And that’s not all — you can stand in the room where Emerson and Hawthorne wrote and look out at the fields where the Revolutionary War began. Just outside the Old Manse is the North Bridge where the first shots of the war were fired, and where there stands the Minute Man statue with the poem about the “shot heard round the world.” After our tour, we spent an hour or so walking around the grounds and imagining what the beginning of the war must have looked like. Here’s the bridge, with the statue at the far end of it:

Concord Trip 102

Here’s a more wide-ranging picture that gives you a sense of how open the landscape is:

Concord Trip 107

After our walk through the area, we started to hit the point where all we wanted was to sit down and rest a while, and when an acceptable dinner hour finally arrived, we gratefully found ourselves a warm, cozy inn with a restaurant, where we discussed books and transcendentalism and ate a great meal.

We did a lot while we were there, but there is SO much more left to see. There is Louisa May Alcott’s house, Emerson’s house, another Thoreau house, as well as the Concord Museum. And there are two bookstores there we wanted to visit yesterday, but which were closed. We will definitely be back!


Filed under Books, Life

22 responses to “A Transcendental Day

  1. Dorothy,

    What a wonderful trip! Thanks for sharing… all the history, literary and national… and what beautiful scenery! One of my dream trips is to visit New England in the fall, and since I can’t make that trip anytime soon, your post has transported me there!


  2. Thank you for a highly enjoyable post about a pilgrimage I have long wished to make. It has increased my determination.


  3. Oh heaven. It sounds like a dream day, starting with that breakfast place – could I just move in?


  4. It looks absolutely gorgeous – a writer’s paradise!


  5. Sounds like you all had a great day! I wish I could visit this place one day too


  6. What a great day you had! Thanks for the photos too. I have been longing to visit Concord ever since I read Walden Pond in high school and the desire has heightend even more since I fell in love with Emerson. I am taking note that I should expect to spend two days there exploring!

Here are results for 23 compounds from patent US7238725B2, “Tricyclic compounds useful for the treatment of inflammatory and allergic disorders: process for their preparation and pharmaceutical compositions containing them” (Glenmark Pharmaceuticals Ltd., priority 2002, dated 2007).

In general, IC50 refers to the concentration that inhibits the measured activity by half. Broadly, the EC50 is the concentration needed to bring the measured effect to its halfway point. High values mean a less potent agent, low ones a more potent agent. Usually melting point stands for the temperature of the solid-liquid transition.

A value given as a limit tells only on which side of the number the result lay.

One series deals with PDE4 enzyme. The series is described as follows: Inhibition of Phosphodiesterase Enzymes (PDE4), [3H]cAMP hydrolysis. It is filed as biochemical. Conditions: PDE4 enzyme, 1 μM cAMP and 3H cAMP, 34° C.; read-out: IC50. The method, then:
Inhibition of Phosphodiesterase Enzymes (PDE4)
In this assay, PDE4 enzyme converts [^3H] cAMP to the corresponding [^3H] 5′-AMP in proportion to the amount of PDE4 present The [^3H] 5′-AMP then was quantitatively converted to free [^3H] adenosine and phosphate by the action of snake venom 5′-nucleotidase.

7. What a great day. And I just love the idea of that restaurant.


  8. verbivore

    I’m with Lilian about the restaurant. Every town needs a restaurang with free books – imagine all that wonderful reading and sharing! And what lovely photos you’ve posted, it sounds like a wonderful day.


  9. Even though I strongly dislike Thoreau and Emerson, you still manage to make this little pilgrimage sound so appealing that I want to replicate it. πŸ™‚ It looks like you had such a beautiful day to be in a lovely, historical place.


  10. Oh, I’m very jealous of this day! I want to do this day…it seems so totally lovely.


  11. zhiv

    Nice work! Great photos, great effort, fine and concise description. I’m a big fan of the blogpost literary pilgrimage, and you do it beautifully, and I hope there are many more to come. You’re in a great spot for it–what a great daytrip.


  12. I’ve wondered what Walden Pond looks like, now I know – it is just so beautiful. What a wonderful place to visit. What a wonderful place to live and write! I wish I could go there, so thanks for posting this – it’s the next best thing.


  13. It was a truly amazing day…SOC and I are still absorbing all that we saw and experienced. From other comments here, it makes me appreciate how fortunate we are to live in driving distance of so much literary history, and to try not to take that for granted.

    One day, though, I must go to England and visit the homes of Wordsworth and Tennyson, if that’s possible. Tennyson is kind of my Thoreau.


  14. Thanks for sharing the pictures! This is one place that I’d really love to visit and hope to one of these days. Your photos are so evocative…easy to image the Concord Clan in these settings.


  15. Thanks for sharing your photos–it sounds like you had a lovely day. I’ve read so little of these authors, seeing your photos and reading about what you saw (of course) makes me want to dig out some books. I have never seen photos of Walden Pond and had no idea that Emerson and Hawthorne lived in the same house. Thoreau’s cabin was quite small, wasn’t it. But with such a view, who would need more? And that restaurant with the free books with a meal sounds like fun, too!


  16. That Traveler’s Restaurant is so much fun, isn’t it? I just love the way the sign from the highway proclaims “Food and Books.” I drove by Walden every time I went from CT up to my old company, about once a month, but only ever stopped one time, when Bob was with me (just before we moved). I need to go back to Concord myself, because all we did was go to Walden and then have dinner at a lovely inn/tavern in the center of town. We fell in love with it.